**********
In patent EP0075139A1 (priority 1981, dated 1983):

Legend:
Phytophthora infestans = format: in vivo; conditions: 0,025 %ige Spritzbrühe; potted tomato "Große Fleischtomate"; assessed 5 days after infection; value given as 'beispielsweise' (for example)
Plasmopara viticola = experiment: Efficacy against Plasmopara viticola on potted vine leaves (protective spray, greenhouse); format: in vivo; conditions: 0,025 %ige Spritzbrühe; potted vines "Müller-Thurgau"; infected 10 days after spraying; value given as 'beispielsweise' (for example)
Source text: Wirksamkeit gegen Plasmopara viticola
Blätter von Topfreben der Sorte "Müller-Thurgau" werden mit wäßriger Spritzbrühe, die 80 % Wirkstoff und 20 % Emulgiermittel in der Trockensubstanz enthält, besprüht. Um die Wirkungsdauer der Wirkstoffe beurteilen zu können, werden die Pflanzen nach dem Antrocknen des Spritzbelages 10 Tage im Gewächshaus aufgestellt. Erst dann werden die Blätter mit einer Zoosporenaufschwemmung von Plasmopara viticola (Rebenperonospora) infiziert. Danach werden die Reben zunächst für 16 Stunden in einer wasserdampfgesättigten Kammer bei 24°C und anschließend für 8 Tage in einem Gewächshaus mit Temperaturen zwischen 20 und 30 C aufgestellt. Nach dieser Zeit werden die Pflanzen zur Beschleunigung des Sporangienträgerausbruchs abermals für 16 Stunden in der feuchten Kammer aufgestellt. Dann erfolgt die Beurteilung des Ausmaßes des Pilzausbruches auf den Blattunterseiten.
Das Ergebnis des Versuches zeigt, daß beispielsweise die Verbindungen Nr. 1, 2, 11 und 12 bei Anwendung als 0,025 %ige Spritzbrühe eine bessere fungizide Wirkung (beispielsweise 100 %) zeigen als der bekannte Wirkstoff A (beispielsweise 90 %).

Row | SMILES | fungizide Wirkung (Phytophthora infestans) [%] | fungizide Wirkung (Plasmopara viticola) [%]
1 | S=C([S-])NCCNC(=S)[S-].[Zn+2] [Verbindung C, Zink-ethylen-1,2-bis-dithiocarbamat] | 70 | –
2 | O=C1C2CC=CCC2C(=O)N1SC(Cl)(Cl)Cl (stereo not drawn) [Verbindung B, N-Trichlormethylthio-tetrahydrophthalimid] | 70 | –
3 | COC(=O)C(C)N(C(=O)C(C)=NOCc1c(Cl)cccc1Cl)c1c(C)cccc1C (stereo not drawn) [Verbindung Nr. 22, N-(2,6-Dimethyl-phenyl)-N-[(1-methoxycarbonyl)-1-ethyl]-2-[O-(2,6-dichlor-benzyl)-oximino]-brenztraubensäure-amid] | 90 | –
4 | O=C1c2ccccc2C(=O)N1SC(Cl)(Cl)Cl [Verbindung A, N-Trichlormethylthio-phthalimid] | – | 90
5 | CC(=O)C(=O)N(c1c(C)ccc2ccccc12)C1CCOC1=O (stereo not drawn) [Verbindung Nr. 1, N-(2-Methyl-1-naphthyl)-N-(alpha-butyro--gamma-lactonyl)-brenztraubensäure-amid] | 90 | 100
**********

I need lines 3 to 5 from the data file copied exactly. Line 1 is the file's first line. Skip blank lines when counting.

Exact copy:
Phytophthora infestans = format: in vivo; conditions: 0,025 %ige Spritzbrühe; potted tomato "Große Fleischtomate"; assessed 5 days after infection; value given as 'beispielsweise' (for example)
Plasmopara viticola = experiment: Efficacy against Plasmopara viticola on potted vine leaves (protective spray, greenhouse); format: in vivo; conditions: 0,025 %ige Spritzbrühe; potted vines "Müller-Thurgau"; infected 10 days after spraying; value given as 'beispielsweise' (for example)
Source text: Wirksamkeit gegen Plasmopara viticola